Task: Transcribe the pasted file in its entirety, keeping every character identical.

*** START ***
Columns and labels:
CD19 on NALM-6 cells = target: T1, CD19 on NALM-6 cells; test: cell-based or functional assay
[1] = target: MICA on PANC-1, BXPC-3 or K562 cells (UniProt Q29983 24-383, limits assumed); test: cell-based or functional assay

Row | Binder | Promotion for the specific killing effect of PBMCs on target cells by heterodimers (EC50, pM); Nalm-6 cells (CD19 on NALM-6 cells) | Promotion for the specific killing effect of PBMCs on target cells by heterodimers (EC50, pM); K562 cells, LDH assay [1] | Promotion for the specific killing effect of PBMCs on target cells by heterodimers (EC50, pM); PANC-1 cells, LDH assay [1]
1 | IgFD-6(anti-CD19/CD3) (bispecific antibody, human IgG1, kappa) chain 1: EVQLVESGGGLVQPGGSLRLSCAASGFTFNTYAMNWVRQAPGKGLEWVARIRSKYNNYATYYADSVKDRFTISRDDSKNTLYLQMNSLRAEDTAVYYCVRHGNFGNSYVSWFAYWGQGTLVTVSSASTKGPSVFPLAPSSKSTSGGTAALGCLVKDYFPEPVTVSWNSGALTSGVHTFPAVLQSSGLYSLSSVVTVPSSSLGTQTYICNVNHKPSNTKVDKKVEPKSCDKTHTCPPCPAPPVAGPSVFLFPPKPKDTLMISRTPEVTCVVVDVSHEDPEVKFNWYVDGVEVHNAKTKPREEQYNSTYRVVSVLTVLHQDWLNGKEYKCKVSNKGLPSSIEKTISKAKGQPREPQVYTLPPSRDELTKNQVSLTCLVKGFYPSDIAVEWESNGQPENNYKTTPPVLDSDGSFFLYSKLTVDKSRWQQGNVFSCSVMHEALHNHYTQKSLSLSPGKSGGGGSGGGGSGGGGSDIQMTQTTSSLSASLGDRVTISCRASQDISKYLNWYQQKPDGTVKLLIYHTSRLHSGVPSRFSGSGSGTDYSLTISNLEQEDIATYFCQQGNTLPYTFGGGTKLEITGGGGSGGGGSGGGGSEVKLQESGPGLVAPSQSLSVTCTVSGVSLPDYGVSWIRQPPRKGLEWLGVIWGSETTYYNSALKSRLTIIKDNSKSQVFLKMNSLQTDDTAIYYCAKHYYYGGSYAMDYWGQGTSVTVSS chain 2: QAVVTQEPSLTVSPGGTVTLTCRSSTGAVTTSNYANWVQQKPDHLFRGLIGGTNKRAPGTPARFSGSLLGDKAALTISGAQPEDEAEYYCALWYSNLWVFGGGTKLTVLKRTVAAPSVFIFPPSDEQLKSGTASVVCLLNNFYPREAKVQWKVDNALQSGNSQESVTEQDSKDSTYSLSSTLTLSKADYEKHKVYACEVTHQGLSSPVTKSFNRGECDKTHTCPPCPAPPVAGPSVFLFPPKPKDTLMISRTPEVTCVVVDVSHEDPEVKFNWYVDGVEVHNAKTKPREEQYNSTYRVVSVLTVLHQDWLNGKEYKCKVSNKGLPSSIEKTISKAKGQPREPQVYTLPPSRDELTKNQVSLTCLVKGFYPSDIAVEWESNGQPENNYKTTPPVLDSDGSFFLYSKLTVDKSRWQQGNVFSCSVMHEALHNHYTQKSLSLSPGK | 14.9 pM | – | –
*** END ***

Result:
Columns and labels:
CD19 on NALM-6 cells = target: T1, CD19 on NALM-6 cells; test: cell-based or functional assay
[1] = target: MICA on PANC-1, BXPC-3 or K562 cells (UniProt Q29983 24-383, limits assumed); test: cell-based or functional assay

Row | Binder | Promotion for the specific killing effect of PBMCs on target cells by heterodimers (EC50, pM); Nalm-6 cells (CD19 on NALM-6 cells) | Promotion for the specific killing effect of PBMCs on target cells by heterodimers (EC50, pM); K562 cells, LDH assay [1] | Promotion for the specific killing effect of PBMCs on target cells by heterodimers (EC50, pM); PANC-1 cells, LDH assay [1]
1 | IgFD-6(anti-CD19/CD3) (bispecific antibody, human IgG1, kappa) chain 1: EVQLVESGGGLVQPGGSLRLSCAASGFTFNTYAMNWVRQAPGKGLEWVARIRSKYNNYATYYADSVKDRFTISRDDSKNTLYLQMNSLRAEDTAVYYCVRHGNFGNSYVSWFAYWGQGTLVTVSSASTKGPSVFPLAPSSKSTSGGTAALGCLVKDYFPEPVTVSWNSGALTSGVHTFPAVLQSSGLYSLSSVVTVPSSSLGTQTYICNVNHKPSNTKVDKKVEPKSCDKTHTCPPCPAPPVAGPSVFLFPPKPKDTLMISRTPEVTCVVVDVSHEDPEVKFNWYVDGVEVHNAKTKPREEQYNSTYRVVSVLTVLHQDWLNGKEYKCKVSNKGLPSSIEKTISKAKGQPREPQVYTLPPSRDELTKNQVSLTCLVKGFYPSDIAVEWESNGQPENNYKTTPPVLDSDGSFFLYSKLTVDKSRWQQGNVFSCSVMHEALHNHYTQKSLSLSPGKSGGGGSGGGGSGGGGSDIQMTQTTSSLSASLGDRVTISCRASQDISKYLNWYQQKPDGTVKLLIYHTSRLHSGVPSRFSGSGSGTDYSLTISNLEQEDIATYFCQQGNTLPYTFGGGTKLEITGGGGSGGGGSGGGGSEVKLQESGPGLVAPSQSLSVTCTVSGVSLPDYGVSWIRQPPRKGLEWLGVIWGSETTYYNSALKSRLTIIKDNSKSQVFLKMNSLQTDDTAIYYCAKHYYYGGSYAMDYWGQGTSVTVSS chain 2: QAVVTQEPSLTVSPGGTVTLTCRSSTGAVTTSNYANWVQQKPDHLFRGLIGGTNKRAPGTPARFSGSLLGDKAALTISGAQPEDEAEYYCALWYSNLWVFGGGTKLTVLKRTVAAPSVFIFPPSDEQLKSGTASVVCLLNNFYPREAKVQWKVDNALQSGNSQESVTEQDSKDSTYSLSSTLTLSKADYEKHKVYACEVTHQGLSSPVTKSFNRGECDKTHTCPPCPAPPVAGPSVFLFPPKPKDTLMISRTPEVTCVVVDVSHEDPEVKFNWYVDGVEVHNAKTKPREEQYNSTYRVVSVLTVLHQDWLNGKEYKCKVSNKGLPSSIEKTISKAKGQPREPQVYTLPPSRDELTKNQVSLTCLVKGFYPSDIAVEWESNGQPENNYKTTPPVLDSDGSFFLYSKLTVDKSRWQQGNVFSCSVMHEALHNHYTQKSLSLSPGK | 14.9 pM | – | –